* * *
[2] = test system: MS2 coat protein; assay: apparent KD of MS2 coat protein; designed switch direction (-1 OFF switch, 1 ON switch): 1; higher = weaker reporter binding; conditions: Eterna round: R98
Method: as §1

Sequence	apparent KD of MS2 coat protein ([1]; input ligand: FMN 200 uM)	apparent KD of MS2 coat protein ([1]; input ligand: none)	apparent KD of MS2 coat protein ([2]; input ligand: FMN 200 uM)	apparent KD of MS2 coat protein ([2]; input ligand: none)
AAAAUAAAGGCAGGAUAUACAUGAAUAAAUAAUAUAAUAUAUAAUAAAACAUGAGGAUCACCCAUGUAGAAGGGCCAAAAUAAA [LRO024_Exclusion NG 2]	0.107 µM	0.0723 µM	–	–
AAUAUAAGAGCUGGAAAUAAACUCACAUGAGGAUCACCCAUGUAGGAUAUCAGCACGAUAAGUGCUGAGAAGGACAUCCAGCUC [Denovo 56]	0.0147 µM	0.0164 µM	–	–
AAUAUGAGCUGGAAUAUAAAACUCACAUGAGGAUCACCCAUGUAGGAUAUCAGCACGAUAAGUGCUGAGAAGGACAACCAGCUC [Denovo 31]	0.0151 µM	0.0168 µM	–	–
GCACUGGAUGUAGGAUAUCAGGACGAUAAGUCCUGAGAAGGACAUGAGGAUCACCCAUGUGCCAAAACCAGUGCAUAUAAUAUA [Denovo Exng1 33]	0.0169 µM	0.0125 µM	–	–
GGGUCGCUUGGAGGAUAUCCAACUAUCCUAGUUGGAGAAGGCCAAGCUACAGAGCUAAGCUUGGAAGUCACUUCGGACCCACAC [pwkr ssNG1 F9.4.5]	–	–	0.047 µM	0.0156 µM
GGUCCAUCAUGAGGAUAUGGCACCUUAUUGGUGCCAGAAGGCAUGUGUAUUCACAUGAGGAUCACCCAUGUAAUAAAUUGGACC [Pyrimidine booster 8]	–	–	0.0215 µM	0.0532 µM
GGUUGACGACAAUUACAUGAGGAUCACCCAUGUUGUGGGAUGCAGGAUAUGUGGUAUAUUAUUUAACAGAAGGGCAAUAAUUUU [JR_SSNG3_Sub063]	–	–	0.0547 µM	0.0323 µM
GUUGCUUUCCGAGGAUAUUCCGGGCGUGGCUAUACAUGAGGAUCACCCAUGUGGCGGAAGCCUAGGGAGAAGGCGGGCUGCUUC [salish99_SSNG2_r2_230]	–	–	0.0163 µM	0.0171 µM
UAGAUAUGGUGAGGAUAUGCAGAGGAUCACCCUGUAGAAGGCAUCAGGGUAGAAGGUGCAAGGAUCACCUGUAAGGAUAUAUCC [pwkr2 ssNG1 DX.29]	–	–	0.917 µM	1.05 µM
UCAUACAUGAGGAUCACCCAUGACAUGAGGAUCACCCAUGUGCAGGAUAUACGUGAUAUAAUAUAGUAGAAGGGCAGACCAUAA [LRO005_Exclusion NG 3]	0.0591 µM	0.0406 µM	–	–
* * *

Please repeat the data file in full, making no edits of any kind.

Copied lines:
[2] = test system: MS2 coat protein; assay: apparent KD of MS2 coat protein; designed switch direction (-1 OFF switch, 1 ON switch): 1; higher = weaker reporter binding; conditions: Eterna round: R98
Method: as §1

Sequence	apparent KD of MS2 coat protein ([1]; input ligand: FMN 200 uM)	apparent KD of MS2 coat protein ([1]; input ligand: none)	apparent KD of MS2 coat protein ([2]; input ligand: FMN 200 uM)	apparent KD of MS2 coat protein ([2]; input ligand: none)
AAAAUAAAGGCAGGAUAUACAUGAAUAAAUAAUAUAAUAUAUAAUAAAACAUGAGGAUCACCCAUGUAGAAGGGCCAAAAUAAA [LRO024_Exclusion NG 2]	0.107 µM	0.0723 µM	–	–
AAUAUAAGAGCUGGAAAUAAACUCACAUGAGGAUCACCCAUGUAGGAUAUCAGCACGAUAAGUGCUGAGAAGGACAUCCAGCUC [Denovo 56]	0.0147 µM	0.0164 µM	–	–
AAUAUGAGCUGGAAUAUAAAACUCACAUGAGGAUCACCCAUGUAGGAUAUCAGCACGAUAAGUGCUGAGAAGGACAACCAGCUC [Denovo 31]	0.0151 µM	0.0168 µM	–	–
GCACUGGAUGUAGGAUAUCAGGACGAUAAGUCCUGAGAAGGACAUGAGGAUCACCCAUGUGCCAAAACCAGUGCAUAUAAUAUA [Denovo Exng1 33]	0.0169 µM	0.0125 µM	–	–
GGGUCGCUUGGAGGAUAUCCAACUAUCCUAGUUGGAGAAGGCCAAGCUACAGAGCUAAGCUUGGAAGUCACUUCGGACCCACAC [pwkr ssNG1 F9.4.5]	–	–	0.047 µM	0.0156 µM
GGUCCAUCAUGAGGAUAUGGCACCUUAUUGGUGCCAGAAGGCAUGUGUAUUCACAUGAGGAUCACCCAUGUAAUAAAUUGGACC [Pyrimidine booster 8]	–	–	0.0215 µM	0.0532 µM
GGUUGACGACAAUUACAUGAGGAUCACCCAUGUUGUGGGAUGCAGGAUAUGUGGUAUAUUAUUUAACAGAAGGGCAAUAAUUUU [JR_SSNG3_Sub063]	–	–	0.0547 µM	0.0323 µM
GUUGCUUUCCGAGGAUAUUCCGGGCGUGGCUAUACAUGAGGAUCACCCAUGUGGCGGAAGCCUAGGGAGAAGGCGGGCUGCUUC [salish99_SSNG2_r2_230]	–	–	0.0163 µM	0.0171 µM
UAGAUAUGGUGAGGAUAUGCAGAGGAUCACCCUGUAGAAGGCAUCAGGGUAGAAGGUGCAAGGAUCACCUGUAAGGAUAUAUCC [pwkr2 ssNG1 DX.29]	–	–	0.917 µM	1.05 µM
UCAUACAUGAGGAUCACCCAUGACAUGAGGAUCACCCAUGUGCAGGAUAUACGUGAUAUAAUAUAGUAGAAGGGCAGACCAUAA [LRO005_Exclusion NG 3]	0.0591 µM	0.0406 µM	–	–